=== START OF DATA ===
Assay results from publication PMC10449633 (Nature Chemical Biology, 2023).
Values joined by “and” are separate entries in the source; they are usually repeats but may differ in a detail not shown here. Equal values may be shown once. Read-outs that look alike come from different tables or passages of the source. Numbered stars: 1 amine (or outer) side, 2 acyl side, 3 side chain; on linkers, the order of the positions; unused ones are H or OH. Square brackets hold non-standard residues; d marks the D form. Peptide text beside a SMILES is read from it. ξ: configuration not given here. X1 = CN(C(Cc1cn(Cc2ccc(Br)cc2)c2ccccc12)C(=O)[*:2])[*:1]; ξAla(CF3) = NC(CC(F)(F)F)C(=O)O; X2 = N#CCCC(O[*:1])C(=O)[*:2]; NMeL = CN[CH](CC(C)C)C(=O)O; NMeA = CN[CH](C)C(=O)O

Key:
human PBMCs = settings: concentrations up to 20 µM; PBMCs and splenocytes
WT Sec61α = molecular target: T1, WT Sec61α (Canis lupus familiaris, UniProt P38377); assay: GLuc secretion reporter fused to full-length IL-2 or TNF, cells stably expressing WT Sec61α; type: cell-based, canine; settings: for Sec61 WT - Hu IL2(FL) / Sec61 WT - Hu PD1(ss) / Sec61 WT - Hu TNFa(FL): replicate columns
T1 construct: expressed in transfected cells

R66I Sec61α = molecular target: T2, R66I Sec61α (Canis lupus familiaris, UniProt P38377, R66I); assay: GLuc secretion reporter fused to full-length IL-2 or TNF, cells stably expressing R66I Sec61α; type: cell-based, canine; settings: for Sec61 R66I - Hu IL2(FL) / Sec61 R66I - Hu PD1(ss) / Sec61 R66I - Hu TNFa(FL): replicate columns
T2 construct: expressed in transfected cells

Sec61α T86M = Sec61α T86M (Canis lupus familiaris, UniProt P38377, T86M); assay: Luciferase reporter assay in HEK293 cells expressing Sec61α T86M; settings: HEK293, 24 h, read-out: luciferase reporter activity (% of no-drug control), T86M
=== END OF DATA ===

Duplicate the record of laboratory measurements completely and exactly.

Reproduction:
Assay results from publication PMC10449633 (Nature Chemical Biology, 2023).
Values joined by “and” are separate entries in the source; they are usually repeats but may differ in a detail not shown here. Equal values may be shown once. Read-outs that look alike come from different tables or passages of the source. Numbered stars: 1 amine (or outer) side, 2 acyl side, 3 side chain; on linkers, the order of the positions; unused ones are H or OH. Square brackets hold non-standard residues; d marks the D form. Peptide text beside a SMILES is read from it. ξ: configuration not given here. X1 = CN(C(Cc1cn(Cc2ccc(Br)cc2)c2ccccc12)C(=O)[*:2])[*:1]; ξAla(CF3) = NC(CC(F)(F)F)C(=O)O; X2 = N#CCCC(O[*:1])C(=O)[*:2]; NMeL = CN[CH](CC(C)C)C(=O)O; NMeA = CN[CH](C)C(=O)O

Key:
human PBMCs = settings: concentrations up to 20 µM; PBMCs and splenocytes
WT Sec61α = molecular target: T1, WT Sec61α (Canis lupus familiaris, UniProt P38377); assay: GLuc secretion reporter fused to full-length IL-2 or TNF, cells stably expressing WT Sec61α; type: cell-based, canine; settings: for Sec61 WT - Hu IL2(FL) / Sec61 WT - Hu PD1(ss) / Sec61 WT - Hu TNFa(FL): replicate columns
T1 construct: expressed in transfected cells

R66I Sec61α = molecular target: T2, R66I Sec61α (Canis lupus familiaris, UniProt P38377, R66I); assay: GLuc secretion reporter fused to full-length IL-2 or TNF, cells stably expressing R66I Sec61α; type: cell-based, canine; settings: for Sec61 R66I - Hu IL2(FL) / Sec61 R66I - Hu PD1(ss) / Sec61 R66I - Hu TNFa(FL): replicate columns
T2 construct: expressed in transfected cells

Sec61α T86M = Sec61α T86M (Canis lupus familiaris, UniProt P38377, T86M); assay: Luciferase reporter assay in HEK293 cells expressing Sec61α T86M; settings: HEK293, 24 h, read-out: luciferase reporter activity (% of no-drug control), T86M